Asobi NY

Out of the Closet: The Evolution of Tantra

March 12, 2014

by Alex Amaru
(Leer en Español)

As a gay man, I am an outsider when it comes down to religious groups. So, I have chosen (or it may have chosen me) Shamanism as my form of spiritual practice. Combined with what I have been learning about Tantra, I have been adapting both practices as a way to help other men who like men; deal with the power of our sexual energy, so that we can learn to surrender and accept it without judgement or fear, tame it or simply release it from its cage and journey freely in a safe environment. As the sexual beings that we are, these are some ways in which we can find balance within ourselves, for not everybody is satisfied or happy with their sex life, and many more are lacking balance between the sexual and the spiritual. This is the realm of Tantra, but do we, men who LOVE other men, fit in this fascinating world?

About four years ago on a fourteen-hour flight from New York to Tokyo, I pulled out from my bag a blue book that featured a small picture of two Buddhist deities in an apparent act of intimacy. Below the picture, the name of a person I am relatively familiar with, given my deep interest in music: Philip Glass. The title Introduction to Tantra, The Transformation of Desire. I was puzzled. l knew Philip Glass’ music but why had he been chosen to write a foreword for a book written by a Tibetan Lama?, in this case, Lama Yeshe. But most of all, I was particularly attracted to the subtitle.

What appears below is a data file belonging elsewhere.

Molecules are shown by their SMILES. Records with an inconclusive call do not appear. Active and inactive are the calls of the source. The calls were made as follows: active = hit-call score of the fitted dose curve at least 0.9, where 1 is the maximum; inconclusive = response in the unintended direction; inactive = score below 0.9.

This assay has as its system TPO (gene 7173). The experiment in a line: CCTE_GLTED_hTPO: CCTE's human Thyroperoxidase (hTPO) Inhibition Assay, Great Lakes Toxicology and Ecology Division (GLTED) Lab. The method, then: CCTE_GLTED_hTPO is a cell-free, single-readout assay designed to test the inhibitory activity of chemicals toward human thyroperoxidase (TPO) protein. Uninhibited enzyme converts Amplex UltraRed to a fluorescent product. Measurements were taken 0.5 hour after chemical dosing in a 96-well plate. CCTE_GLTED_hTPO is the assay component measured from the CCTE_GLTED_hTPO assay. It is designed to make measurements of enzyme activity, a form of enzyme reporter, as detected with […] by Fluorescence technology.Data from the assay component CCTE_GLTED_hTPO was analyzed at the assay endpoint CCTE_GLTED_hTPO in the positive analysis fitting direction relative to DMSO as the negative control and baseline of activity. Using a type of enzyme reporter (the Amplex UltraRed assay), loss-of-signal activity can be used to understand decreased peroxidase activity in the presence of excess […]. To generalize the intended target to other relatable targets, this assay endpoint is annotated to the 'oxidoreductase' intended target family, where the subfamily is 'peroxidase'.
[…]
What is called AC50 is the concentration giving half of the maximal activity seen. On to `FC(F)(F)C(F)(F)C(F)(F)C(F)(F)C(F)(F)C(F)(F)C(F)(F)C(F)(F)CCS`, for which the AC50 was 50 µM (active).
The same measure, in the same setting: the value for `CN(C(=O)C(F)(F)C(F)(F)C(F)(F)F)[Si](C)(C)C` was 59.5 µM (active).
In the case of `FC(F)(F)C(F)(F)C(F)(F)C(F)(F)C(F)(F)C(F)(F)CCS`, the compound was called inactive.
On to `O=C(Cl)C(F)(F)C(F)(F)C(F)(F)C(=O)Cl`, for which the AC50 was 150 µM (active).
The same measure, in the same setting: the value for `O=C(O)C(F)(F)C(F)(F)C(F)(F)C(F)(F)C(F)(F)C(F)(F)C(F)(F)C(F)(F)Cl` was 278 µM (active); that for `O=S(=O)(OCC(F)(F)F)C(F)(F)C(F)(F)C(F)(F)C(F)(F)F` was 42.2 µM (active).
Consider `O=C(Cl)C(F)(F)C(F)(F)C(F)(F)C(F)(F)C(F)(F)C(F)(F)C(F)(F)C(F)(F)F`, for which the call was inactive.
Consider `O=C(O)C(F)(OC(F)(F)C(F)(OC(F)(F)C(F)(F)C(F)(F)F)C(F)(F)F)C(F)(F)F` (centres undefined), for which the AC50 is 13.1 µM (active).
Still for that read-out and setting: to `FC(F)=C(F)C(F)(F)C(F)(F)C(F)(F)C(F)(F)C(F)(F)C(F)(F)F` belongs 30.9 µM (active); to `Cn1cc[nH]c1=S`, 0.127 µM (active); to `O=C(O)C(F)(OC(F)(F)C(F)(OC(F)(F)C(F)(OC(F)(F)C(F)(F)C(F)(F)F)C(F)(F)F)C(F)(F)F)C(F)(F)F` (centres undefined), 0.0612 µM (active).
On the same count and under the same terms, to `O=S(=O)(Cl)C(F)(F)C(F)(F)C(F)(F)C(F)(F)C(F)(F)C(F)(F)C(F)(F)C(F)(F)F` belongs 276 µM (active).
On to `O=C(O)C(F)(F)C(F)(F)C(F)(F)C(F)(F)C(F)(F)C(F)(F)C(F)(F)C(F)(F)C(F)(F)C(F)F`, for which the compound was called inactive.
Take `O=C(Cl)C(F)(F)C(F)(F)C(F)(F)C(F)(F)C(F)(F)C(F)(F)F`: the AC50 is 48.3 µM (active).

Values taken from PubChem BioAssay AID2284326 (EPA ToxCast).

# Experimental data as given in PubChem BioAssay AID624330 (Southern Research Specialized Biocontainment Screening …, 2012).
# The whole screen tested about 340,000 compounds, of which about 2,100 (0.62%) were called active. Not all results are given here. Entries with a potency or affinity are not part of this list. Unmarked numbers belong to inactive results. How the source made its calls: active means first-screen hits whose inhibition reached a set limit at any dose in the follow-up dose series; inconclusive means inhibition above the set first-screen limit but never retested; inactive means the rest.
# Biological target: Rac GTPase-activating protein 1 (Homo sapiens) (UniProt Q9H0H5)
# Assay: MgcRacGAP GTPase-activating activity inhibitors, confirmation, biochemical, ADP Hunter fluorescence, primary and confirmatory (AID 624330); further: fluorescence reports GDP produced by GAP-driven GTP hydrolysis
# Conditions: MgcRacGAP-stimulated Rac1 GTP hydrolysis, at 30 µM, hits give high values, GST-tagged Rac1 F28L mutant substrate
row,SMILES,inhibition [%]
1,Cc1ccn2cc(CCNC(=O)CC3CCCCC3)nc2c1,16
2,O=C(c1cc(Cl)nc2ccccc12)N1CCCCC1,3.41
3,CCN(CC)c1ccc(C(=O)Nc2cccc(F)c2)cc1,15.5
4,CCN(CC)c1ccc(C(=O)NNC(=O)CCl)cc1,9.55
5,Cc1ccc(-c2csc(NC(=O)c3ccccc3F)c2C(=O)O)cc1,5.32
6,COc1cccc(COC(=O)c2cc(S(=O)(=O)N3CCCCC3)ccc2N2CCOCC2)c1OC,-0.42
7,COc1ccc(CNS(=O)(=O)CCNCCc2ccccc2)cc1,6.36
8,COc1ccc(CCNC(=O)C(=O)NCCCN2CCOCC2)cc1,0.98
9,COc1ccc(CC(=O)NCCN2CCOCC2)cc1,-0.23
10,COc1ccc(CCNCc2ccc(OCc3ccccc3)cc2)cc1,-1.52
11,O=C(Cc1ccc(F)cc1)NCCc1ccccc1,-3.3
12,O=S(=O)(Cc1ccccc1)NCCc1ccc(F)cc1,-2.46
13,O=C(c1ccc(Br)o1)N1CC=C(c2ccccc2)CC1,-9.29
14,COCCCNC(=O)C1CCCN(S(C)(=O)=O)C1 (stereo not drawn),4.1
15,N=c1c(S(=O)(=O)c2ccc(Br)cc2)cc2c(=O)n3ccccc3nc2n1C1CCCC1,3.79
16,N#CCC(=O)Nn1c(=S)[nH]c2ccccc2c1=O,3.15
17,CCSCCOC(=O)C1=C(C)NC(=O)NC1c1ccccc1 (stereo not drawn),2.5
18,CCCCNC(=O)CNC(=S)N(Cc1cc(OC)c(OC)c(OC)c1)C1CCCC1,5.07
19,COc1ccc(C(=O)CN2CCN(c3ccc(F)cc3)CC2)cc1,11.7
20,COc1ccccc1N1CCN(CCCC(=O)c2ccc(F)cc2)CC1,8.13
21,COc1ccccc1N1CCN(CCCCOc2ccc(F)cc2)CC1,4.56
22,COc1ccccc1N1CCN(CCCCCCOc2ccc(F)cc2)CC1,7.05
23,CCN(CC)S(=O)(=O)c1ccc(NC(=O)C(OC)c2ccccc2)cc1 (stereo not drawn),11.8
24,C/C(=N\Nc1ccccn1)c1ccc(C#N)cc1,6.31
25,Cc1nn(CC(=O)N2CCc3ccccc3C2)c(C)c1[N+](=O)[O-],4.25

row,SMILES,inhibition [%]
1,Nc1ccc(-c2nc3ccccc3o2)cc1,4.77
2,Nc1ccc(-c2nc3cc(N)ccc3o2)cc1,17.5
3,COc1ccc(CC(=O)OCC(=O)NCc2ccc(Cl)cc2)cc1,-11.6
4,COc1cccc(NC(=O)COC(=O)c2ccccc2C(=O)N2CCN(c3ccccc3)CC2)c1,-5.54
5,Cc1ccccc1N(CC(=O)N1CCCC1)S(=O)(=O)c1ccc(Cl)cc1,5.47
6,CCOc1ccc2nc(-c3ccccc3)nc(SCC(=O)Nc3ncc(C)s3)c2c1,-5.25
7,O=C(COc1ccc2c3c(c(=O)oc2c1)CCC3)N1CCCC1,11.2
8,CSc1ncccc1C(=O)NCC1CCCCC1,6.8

Having spent most of my adult life in New York City and Tokyo, what I would say has remained “constant”, amid all the changes that I’ve experienced, is desire. From the desire of having money to eat to the desire of being successful, it has been my desire for intimacy however, that has remained almost an obsession. Although I have experienced certain degrees of satisfaction, overall, the suffering has been greater, for I never seem to get what I really want. As I’m holding this book on the plane, I wonder if it was written for me, if I’ll find anything I can practice, or at least give me an introduction to transforming this intense desire into freedom.